2016 was a year of transitions.
For Hubski, the most significant transition was that rob05c moved our data from the flat files of the Arc app, to a SQL database. This was a slow and arduous process, but one that has put us in a much better place.
On a personal level, 2016 was the year that I incrementally replaced my day job as a grant-supported scientist in a hospital laboratory, as the co-founder of an adult stem cell storage company. Equally important to Hubski, thenewgreen has taken this journey with me.
The effort that this transitional year required of myself and the team has resulted in fewer Hubski updates, and often the choice to maintain rather than build. It's fair to say that aside from the back end development, Hubski has spent much of 2016 in the horse latitudes.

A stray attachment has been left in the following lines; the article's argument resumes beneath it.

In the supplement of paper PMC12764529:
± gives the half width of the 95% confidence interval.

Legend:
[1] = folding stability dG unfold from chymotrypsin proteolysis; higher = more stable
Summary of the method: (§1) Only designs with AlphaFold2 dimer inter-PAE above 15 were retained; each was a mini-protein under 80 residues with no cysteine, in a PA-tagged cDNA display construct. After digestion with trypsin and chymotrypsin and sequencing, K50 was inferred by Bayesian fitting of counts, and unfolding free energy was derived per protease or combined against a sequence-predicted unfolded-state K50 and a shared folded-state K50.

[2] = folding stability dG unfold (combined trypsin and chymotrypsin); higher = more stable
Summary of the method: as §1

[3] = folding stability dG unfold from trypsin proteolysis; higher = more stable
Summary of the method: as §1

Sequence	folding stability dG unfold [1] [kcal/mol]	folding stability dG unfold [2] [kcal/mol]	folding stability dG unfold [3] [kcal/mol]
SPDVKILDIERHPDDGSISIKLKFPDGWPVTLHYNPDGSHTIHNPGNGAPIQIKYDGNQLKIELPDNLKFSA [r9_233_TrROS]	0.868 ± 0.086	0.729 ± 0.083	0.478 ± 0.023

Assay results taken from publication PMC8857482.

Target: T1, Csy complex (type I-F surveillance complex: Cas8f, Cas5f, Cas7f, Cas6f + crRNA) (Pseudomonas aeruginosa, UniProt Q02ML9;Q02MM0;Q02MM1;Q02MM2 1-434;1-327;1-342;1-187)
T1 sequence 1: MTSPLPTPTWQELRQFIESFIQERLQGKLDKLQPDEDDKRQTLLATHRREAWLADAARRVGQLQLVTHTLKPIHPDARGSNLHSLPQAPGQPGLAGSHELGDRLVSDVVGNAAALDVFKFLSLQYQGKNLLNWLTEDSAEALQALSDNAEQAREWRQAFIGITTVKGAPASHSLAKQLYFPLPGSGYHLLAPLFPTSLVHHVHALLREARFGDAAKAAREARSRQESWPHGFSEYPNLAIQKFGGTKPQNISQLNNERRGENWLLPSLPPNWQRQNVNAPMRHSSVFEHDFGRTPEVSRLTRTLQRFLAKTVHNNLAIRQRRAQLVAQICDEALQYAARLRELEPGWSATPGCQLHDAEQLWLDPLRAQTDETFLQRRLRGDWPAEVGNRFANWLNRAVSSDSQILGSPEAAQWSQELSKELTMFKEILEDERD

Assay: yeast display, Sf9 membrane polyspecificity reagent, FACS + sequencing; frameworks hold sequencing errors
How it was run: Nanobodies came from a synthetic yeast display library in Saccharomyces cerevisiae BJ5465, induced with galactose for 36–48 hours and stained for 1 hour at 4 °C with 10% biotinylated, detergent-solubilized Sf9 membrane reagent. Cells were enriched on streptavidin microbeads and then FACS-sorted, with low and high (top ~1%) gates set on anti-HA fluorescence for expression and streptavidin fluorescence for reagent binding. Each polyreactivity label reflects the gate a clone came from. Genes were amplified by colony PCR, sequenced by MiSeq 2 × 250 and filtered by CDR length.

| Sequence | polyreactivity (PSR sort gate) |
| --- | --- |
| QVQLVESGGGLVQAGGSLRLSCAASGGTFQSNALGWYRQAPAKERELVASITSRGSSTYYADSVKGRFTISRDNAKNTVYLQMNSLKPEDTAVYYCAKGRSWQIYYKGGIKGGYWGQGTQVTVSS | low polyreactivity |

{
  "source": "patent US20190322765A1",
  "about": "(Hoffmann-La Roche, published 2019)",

For this reason, it might sound strange to hear it, but to me, Hubski feels more essential than ever.
I don't believe that I alone harbor the impression that many significant transitions are occurring around us, and the pace and interactions between them are profoundly changing our world. Most people throughout history died in the world that they were born into. That is not our lot.
Not only are we experiencing a convergence and acceleration of transitions, the extent to which we share their effects is increasing.
Hubski is not your average web app. Hubski is going to be here. Hubski is not a web app at all.
The State of Hubski is good this New Years Eve of 2016.
Happy New Year, Hubski!
Thank you for making this website, and thank you to everyone here and reading this for being here, and for all the amazing things you all have done in this past year.
See you in 2017, and with a little bit of luck, hopefully we'll break the Internet barrier and meet in person. Until next year, I wish you all the best.